When the women I interviewed talk about 1962, they are positioning themselves within a dominant narrative about who were the “winners” and who were the “losers” of independence. They do this not explicitly, but through a coded language of tents versus villas, ragged uniforms versus smart clothes, and egalitarian versus misogynistic men. After July 1962 “true” soldiers, that is to say, men and women who risked their lives on Algerian soil throughout the seven and a half year struggle (and the women I interviewed would include themselves in this category) were housed in tents to replace homes destroyed by the French army. In the meantime, “false” soldiers (whom we might surmise are the last-minute deserters from the French army, or members of the “army of the exterior,” waiting the war out on the Tunisian and Moroccan borders) quickly appropriated the villas left by the departing French settlers for themselves. “True” soldiers wore ragged military fatigues and ill-fitting shoes, whilst “false” soldiers had smart new uniforms and awkwardly held shiny guns. “True” soldiers treated women who had participated in the war with respect and consideration, whilst “false” soldiers kicked real female veterans out of political meetings, sought to marry them off and threatened them with rape. (Il)legitimacy is both material and moral. 

These depictions of real and false soldiers echo a widely disseminated counter-narrative to the top-down official discourse on independence, one that cuts across gender, geography, age and social class in Algerian society. This is a narrative of revolution confiscated, which puts into play a set of dichotomies familiar to all Algerians – true/false mujahidin, insiders/outsiders, authentic/foreign rulers and legitimate/illegitimate power. In its most politicized form, the term “Oujda clan” – taking the name from the Moroccan town ten kilometers from the Algerian border where the Etat Major Général (EMG, army general staff) was based – evokes a powerful politico-military faction within the FLN, including current president Abdelaziz Bouteflika, which snatched power and prosperity for themselves in 1962.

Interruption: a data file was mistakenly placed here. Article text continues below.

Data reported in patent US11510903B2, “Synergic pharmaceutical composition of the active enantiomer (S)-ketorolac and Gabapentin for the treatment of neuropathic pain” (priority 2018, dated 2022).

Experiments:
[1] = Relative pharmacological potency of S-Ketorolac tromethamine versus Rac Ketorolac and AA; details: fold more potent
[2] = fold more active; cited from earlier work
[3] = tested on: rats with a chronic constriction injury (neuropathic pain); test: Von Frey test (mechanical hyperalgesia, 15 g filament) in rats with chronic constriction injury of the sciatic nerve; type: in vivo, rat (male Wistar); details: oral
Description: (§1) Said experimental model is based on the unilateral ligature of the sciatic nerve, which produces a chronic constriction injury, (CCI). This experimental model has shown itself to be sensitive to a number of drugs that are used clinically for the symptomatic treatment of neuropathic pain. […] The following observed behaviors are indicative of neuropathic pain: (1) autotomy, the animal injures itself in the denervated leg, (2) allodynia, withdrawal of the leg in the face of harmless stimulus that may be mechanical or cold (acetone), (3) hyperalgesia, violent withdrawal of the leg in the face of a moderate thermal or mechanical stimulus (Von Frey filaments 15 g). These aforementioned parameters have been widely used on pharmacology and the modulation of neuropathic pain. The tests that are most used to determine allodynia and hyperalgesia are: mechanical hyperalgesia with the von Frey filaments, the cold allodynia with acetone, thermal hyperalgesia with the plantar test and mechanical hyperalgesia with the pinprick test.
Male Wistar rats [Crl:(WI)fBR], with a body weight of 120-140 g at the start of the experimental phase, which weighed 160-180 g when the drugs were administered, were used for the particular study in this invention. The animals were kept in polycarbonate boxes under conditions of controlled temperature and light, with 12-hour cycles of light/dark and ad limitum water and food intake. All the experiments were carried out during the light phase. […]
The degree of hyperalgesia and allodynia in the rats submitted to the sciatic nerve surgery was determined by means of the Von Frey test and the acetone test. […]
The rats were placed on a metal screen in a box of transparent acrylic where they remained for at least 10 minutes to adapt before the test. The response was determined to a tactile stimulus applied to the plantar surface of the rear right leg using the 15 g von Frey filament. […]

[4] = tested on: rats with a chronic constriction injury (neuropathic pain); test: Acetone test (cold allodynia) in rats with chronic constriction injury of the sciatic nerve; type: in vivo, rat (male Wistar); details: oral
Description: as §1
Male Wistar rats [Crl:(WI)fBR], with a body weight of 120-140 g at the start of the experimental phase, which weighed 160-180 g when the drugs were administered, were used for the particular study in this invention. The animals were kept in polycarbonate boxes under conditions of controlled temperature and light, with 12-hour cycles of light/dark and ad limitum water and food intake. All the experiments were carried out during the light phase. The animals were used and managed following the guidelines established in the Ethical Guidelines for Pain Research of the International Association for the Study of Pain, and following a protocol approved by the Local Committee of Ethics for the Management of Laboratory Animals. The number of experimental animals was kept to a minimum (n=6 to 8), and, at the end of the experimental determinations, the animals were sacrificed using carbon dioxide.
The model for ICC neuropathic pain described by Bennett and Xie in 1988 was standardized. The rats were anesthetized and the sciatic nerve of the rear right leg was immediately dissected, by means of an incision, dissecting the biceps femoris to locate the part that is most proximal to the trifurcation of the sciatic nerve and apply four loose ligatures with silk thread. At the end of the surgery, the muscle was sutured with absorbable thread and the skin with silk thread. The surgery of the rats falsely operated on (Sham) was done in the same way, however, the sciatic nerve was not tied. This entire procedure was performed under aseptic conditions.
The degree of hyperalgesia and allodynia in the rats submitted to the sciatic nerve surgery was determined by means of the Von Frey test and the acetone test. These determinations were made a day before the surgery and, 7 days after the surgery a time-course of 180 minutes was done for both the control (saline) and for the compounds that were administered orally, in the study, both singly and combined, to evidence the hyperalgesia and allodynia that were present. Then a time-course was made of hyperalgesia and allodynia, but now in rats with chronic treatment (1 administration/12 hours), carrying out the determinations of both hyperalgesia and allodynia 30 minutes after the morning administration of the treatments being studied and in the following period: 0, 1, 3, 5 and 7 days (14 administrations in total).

Yet at the same time, interviewees’ accounts also reveal the uncertainty of 1962: their stories reveal that not everyone who got a villa was a false veteran, true veterans could also be misogynistic and one interviewee’s statement that “I never saw my brothers from the rural guerrilla again” is belied later in her account when she does, in fact, meet a former member of her guerrilla unit who helps her get a job. These more nuanced, and sometimes contradictory, lived experiences co-exist alongside a language of absolutes when attributing moral meaning.

Using the Emotional to Avoid the Political